The Blackwater Lightship by Colm Toibin and Stephanie Roth by Colm Toibin and Stephanie Roth - Read Online

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Summary

It is Ireland in the early 1990s. Helen, her mother Lily, and her grandmother Dora have come together, after a decade of estrangement, to tend to Helen's beloved brother, Declan, who is dying of AIDS. Under the crumbling roof of Dora's old house, Declan's two friends join the women as each waits for the end. The six of them, from different generations and with different beliefs, are forced to plumb the shoals of their own histories and to come to terms with each other.
The Blackwater Lightship is a beautifully written, deeply resonant story about three generations of an estranged family reuniting to mourn a tragic, untimely death. In spare, luminous prose, Colm Tóibín explores the nature of love and the complex emotions inside a family at war with itself. His fourth novel is about morals and manners, and the clashes of culture and personality. But most of all, it is a novel about the incomparable capacity of stories to heal the deepest wounds.
Published: Scribner on
ISBN: 9781501106927
List price: $11.99
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The Blackwater Lightship - Colm Toibin

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written.

ONE

Helen woke in the night to the sound of Manus whimpering. She lay still and listened, hoping that he would quieten and turn on his side and sleep, but when his voice became louder and more insistent and she could vaguely make out words, she got out of bed and moved towards the boys’ room; she was unsure whether he was dreaming or awake.

She had left the landing light switched on and she was able to see, as soon as she came into the room, that Cathal had his eyes wide open. He looked at her from the bed, an uninvolved spectator in the scene about to be enacted; he then looked over at his brother, who was crying out hoarsely and fending off some unknown terror with his arms. She woke Manus gently and pulled back the blanket which covered him. He was too hot. Only half awake and rubbing his eyes, he began to whimper again. It took him a while to realise that she was there and the dream was over.

‘I was frightened,’ he said.

‘You’re all right now. Maybe you’ll go back asleep.’

‘I don’t want to go back asleep,’ he said, and began to cry.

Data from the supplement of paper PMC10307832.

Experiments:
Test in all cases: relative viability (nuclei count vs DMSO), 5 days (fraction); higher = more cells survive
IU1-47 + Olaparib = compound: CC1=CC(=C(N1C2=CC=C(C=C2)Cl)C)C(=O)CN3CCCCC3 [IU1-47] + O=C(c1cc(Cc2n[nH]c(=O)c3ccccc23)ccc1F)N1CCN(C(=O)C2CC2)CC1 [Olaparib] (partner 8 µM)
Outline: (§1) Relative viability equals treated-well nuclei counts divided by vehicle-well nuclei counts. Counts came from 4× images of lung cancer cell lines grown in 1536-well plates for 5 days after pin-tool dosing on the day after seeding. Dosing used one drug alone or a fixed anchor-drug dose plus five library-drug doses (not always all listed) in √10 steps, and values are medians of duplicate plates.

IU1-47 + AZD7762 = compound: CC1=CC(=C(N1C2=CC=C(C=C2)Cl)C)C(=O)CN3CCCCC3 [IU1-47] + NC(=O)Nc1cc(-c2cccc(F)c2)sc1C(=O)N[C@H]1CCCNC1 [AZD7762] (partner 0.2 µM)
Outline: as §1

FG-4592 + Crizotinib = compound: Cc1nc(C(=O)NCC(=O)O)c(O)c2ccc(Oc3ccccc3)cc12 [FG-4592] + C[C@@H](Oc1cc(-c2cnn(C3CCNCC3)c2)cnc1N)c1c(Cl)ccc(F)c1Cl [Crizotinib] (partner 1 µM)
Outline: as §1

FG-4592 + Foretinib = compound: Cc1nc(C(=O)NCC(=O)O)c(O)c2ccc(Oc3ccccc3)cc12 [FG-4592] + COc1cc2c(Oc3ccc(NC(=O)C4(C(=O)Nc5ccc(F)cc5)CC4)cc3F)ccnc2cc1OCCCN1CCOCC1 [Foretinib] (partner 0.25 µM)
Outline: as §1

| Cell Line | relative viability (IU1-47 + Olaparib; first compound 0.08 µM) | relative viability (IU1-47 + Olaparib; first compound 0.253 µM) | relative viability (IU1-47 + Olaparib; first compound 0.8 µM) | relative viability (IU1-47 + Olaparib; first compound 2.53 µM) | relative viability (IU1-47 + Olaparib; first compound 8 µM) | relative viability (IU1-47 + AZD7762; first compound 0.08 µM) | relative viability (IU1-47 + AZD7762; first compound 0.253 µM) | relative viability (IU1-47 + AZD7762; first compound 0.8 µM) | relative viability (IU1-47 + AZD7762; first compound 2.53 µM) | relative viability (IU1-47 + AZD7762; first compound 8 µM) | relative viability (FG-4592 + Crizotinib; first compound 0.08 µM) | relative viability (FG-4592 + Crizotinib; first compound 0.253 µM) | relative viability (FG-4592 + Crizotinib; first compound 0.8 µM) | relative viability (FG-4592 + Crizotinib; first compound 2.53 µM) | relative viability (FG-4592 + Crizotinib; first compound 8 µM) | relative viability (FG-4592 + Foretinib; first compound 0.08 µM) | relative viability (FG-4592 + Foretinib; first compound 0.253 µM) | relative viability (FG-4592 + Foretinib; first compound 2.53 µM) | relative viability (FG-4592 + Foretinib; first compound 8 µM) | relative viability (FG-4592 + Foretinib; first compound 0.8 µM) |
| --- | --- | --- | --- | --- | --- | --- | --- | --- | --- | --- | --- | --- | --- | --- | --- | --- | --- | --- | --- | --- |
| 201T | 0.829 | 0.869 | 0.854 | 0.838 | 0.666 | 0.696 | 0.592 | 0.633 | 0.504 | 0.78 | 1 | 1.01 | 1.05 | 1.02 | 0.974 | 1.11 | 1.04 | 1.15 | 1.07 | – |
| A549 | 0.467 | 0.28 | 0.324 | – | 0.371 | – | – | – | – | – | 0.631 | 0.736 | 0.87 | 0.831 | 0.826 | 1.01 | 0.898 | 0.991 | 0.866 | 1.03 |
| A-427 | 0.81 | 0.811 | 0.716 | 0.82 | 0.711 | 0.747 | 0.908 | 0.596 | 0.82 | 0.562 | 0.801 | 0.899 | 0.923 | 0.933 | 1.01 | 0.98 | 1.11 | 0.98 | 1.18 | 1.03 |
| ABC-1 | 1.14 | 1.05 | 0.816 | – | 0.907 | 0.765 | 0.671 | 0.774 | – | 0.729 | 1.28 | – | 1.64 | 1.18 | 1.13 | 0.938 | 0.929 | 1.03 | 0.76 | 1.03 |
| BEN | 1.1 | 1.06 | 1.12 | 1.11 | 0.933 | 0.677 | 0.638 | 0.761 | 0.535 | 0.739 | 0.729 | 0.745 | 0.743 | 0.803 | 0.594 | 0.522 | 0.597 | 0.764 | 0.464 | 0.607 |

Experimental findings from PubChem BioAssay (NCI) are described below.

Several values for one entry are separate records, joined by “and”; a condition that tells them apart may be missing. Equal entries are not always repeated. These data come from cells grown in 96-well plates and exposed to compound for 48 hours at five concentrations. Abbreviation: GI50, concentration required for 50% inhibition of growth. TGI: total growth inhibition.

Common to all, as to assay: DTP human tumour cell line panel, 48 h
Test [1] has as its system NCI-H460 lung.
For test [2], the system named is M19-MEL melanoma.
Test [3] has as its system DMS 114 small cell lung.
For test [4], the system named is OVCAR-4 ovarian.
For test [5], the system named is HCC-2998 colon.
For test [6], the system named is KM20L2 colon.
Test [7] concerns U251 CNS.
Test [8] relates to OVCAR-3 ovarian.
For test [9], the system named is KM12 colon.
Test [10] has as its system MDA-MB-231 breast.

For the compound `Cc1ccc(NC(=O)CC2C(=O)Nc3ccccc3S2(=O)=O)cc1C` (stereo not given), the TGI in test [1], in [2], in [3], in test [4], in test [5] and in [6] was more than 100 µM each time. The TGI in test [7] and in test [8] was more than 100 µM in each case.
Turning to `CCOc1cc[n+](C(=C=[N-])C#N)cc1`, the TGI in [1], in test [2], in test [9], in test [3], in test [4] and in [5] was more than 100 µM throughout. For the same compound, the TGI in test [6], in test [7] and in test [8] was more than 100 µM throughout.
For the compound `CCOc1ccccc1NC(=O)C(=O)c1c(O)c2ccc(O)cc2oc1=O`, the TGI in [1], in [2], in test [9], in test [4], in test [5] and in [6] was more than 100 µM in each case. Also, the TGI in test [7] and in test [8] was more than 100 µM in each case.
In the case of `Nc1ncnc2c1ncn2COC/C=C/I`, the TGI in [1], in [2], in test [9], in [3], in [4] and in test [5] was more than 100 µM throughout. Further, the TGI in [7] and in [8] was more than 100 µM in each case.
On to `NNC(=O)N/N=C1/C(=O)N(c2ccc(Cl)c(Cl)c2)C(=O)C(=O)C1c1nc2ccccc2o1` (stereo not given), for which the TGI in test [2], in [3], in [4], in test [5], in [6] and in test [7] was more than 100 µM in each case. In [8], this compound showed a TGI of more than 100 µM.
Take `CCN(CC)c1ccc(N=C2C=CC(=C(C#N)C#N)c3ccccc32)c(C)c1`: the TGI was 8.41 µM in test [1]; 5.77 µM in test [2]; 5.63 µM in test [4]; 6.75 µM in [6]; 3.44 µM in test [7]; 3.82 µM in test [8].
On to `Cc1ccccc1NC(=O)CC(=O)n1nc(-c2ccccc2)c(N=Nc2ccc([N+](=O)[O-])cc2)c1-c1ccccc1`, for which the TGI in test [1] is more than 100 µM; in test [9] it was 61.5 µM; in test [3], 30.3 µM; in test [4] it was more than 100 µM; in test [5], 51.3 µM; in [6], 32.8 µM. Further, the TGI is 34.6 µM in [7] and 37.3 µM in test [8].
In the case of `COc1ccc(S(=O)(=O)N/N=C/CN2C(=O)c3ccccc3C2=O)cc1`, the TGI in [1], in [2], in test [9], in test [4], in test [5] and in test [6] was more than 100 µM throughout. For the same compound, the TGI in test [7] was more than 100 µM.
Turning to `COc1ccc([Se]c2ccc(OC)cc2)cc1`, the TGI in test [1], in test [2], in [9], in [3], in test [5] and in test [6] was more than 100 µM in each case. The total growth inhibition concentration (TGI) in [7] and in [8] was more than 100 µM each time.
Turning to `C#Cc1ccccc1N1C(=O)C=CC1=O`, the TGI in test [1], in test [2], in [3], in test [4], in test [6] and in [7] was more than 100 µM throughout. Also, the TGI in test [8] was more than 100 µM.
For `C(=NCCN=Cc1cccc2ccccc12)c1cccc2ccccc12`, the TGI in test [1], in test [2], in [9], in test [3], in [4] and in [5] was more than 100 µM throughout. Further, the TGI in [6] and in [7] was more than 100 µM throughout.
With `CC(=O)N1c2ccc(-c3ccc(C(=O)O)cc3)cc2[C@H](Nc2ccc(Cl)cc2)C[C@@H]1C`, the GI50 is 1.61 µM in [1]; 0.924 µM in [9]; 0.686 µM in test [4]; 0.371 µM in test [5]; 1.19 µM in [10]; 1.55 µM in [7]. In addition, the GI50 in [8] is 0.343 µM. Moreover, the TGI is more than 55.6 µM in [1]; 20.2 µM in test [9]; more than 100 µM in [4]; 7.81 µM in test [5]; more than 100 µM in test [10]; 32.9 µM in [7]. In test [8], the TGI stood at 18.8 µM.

‘Will I carry you into our bed?’ she asked.

He nodded. He was motionless now, sobbing, waiting to be comforted. She knew that it would be better if she stayed with him and soothed him until he fell asleep again, but she lifted him and let him cling to her. Always, when she held him like this, he became quiet.

Cathal was still watching them.

Helen spoke to him across the room as though he were an adult. ‘I’m going to take Manus into our bed so that it will be easier for you to sleep,’ she said.

He pulled the blanket over himself and closed his eyes. At six, Cathal was clever enough to know that she was not carrying Manus into their bed for his sake, but because she was prepared to treat Manus like a baby. She wondered what Cathal thought about this, if he were hurt or disturbed – but he would be too proud to let her know, too ready to play the part of the grown-up big brother.

The half-light of dawn had broken through the landing window. She moved slowly into the bedroom. Hugh lay curled up sleeping, his arm across her side of the bed. She stood watching him, wondering at how easy it was for him to fall in and out of sleep. Manus stirred in her arms and turned to see why she had remained motionless in the room. He, too, watched his father sleeping and then turned away and huddled against her. Somewhere in the distance she could hear a car moving. She brought Manus over to the bed.

‘Will you sleep on my side?’ she whispered to him.

‘No, I want to be in the middle.’

‘You know what you want, don’t you?’ She smiled at him.

‘I want to be in the middle,’ he whispered.

She put him down with his back to Hugh and pulled the sheet over him. Some time in the night Hugh had pushed the duvet off the bed; she left it on the floor, it would be too hot now with the three of them in the bed. She rested her head on the pillow, relieved that Manus was lying quietly between them and trying to reassure herself that Cathal had fallen back asleep in the other room.

They had gone to bed early when there was still vague light in the sky and made love and she was filled now with a tenderness for Hugh and a wish, something which had become a joke between them, that she could be more like him, even-tempered, easy to please – easy to please? he had laughed when she said that – with nothing secret, nothing held inside.

As Manus edged towards sleep he began to pull at her, he wanted her full attention. He did not want her to turn her back on him. ‘Come around this way,’ he whispered.

She looked at the clock. It was only a quarter to five. Suddenly, she was cold. She reached to the floor, found the duvet, pulled it on to the bed and arranged it over them. They would need to be warm for a while.

When Helen woke again, Hugh and Manus were sound asleep. It was just after eight o’clock; the room was hot. She slipped out of the bed and, carrying her dressinggown and slippers, she went downstairs, where she found Cathal, still in his pyjamas, watching television, the zapper in his hand.